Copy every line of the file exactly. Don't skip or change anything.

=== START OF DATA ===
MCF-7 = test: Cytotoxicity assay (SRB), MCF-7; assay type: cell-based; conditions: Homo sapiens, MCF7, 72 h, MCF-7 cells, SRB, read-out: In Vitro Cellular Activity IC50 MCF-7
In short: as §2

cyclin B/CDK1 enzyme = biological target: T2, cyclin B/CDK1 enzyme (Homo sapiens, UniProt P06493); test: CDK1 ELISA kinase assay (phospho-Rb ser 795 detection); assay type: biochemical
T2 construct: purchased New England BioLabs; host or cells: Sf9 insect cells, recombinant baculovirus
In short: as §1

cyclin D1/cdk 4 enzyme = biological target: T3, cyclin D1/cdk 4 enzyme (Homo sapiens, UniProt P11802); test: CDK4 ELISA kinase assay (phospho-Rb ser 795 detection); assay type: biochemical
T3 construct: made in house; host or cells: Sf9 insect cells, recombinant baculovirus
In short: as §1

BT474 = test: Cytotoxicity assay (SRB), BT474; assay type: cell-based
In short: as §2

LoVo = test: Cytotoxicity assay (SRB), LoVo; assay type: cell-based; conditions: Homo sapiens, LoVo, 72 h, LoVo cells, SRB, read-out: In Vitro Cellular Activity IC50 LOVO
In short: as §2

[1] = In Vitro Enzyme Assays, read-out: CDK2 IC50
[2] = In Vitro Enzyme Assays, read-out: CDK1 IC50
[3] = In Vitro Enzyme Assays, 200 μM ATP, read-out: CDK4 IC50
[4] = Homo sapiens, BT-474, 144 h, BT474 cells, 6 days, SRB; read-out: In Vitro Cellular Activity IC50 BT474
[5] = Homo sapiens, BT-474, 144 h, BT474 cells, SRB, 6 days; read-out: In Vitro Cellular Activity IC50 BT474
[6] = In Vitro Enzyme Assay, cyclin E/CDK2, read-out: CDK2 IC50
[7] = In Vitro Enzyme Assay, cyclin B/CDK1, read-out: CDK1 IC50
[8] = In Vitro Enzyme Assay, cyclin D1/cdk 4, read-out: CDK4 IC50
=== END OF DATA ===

MCF-7 = test: Cytotoxicity assay (SRB), MCF-7; assay type: cell-based; conditions: Homo sapiens, MCF7, 72 h, MCF-7 cells, SRB, read-out: In Vitro Cellular Activity IC50 MCF-7
In short: as §2

cyclin B/CDK1 enzyme = biological target: T2, cyclin B/CDK1 enzyme (Homo sapiens, UniProt P06493); test: CDK1 ELISA kinase assay (phospho-Rb ser 795 detection); assay type: biochemical
T2 construct: purchased New England BioLabs; host or cells: Sf9 insect cells, recombinant baculovirus
In short: as §1

cyclin D1/cdk 4 enzyme = biological target: T3, cyclin D1/cdk 4 enzyme (Homo sapiens, UniProt P11802); test: CDK4 ELISA kinase assay (phospho-Rb ser 795 detection); assay type: biochemical
T3 construct: made in house; host or cells: Sf9 insect cells, recombinant baculovirus
In short: as §1

BT474 = test: Cytotoxicity assay (SRB), BT474; assay type: cell-based
In short: as §2

LoVo = test: Cytotoxicity assay (SRB), LoVo; assay type: cell-based; conditions: Homo sapiens, LoVo, 72 h, LoVo cells, SRB, read-out: In Vitro Cellular Activity IC50 LOVO
In short: as §2

[1] = In Vitro Enzyme Assays, read-out: CDK2 IC50
[2] = In Vitro Enzyme Assays, read-out: CDK1 IC50
[3] = In Vitro Enzyme Assays, 200 μM ATP, read-out: CDK4 IC50
[4] = Homo sapiens, BT-474, 144 h, BT474 cells, 6 days, SRB; read-out: In Vitro Cellular Activity IC50 BT474
[5] = Homo sapiens, BT-474, 144 h, BT474 cells, SRB, 6 days; read-out: In Vitro Cellular Activity IC50 BT474
[6] = In Vitro Enzyme Assay, cyclin E/CDK2, read-out: CDK2 IC50
[7] = In Vitro Enzyme Assay, cyclin B/CDK1, read-out: CDK1 IC50
[8] = In Vitro Enzyme Assay, cyclin D1/cdk 4, read-out: CDK4 IC50